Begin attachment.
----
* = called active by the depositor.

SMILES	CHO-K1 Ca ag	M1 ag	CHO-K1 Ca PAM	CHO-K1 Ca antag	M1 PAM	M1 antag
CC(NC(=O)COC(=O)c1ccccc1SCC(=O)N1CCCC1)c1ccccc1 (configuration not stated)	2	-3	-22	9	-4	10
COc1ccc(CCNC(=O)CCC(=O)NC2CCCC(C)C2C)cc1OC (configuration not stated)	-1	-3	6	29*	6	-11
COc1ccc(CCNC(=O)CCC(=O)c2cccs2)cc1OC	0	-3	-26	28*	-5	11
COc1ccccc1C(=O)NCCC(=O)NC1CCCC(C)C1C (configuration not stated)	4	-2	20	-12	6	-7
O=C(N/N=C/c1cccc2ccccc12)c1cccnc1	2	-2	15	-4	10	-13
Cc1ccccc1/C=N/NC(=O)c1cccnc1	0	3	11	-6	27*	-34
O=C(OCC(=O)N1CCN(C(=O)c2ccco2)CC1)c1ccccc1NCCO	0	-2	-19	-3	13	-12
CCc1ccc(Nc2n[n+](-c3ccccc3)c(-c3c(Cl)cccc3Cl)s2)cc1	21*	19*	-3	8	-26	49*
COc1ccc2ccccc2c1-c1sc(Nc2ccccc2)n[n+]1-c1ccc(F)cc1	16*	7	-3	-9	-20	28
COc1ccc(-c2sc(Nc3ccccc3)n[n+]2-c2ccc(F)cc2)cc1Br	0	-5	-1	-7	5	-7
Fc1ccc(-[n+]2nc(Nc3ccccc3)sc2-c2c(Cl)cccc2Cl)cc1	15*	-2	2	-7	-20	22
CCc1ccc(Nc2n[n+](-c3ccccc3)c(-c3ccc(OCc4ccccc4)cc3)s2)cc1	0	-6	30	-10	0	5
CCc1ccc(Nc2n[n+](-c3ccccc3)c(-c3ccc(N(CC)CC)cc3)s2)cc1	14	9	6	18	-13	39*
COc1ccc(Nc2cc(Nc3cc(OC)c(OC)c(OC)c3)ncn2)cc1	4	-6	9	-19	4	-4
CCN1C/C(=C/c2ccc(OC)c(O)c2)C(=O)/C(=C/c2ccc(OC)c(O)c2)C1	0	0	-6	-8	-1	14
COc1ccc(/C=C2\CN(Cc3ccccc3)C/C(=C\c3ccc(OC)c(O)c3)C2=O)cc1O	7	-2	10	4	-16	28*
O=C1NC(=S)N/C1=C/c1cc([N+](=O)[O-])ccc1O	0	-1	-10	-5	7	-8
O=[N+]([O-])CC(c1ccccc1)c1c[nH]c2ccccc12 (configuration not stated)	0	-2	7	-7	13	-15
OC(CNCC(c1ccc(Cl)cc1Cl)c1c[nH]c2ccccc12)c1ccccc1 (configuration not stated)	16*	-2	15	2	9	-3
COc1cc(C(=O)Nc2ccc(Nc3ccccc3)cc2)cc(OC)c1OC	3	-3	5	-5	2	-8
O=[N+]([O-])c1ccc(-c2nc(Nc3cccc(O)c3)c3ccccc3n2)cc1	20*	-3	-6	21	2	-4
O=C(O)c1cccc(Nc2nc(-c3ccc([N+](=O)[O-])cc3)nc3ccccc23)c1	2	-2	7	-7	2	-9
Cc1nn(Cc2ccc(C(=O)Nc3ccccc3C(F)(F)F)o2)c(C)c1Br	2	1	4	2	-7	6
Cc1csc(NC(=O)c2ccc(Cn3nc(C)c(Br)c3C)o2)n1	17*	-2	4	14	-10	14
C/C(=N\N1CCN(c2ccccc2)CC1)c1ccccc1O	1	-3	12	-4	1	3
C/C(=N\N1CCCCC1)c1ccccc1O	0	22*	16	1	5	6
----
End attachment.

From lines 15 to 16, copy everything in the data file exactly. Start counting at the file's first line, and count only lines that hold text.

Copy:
CCc1ccc(Nc2n[n+](-c3ccccc3)c(-c3ccc(N(CC)CC)cc3)s2)cc1	14	9	6	18	-13	39*
COc1ccc(Nc2cc(Nc3cc(OC)c(OC)c(OC)c3)ncn2)cc1	4	-6	9	-19	4	-4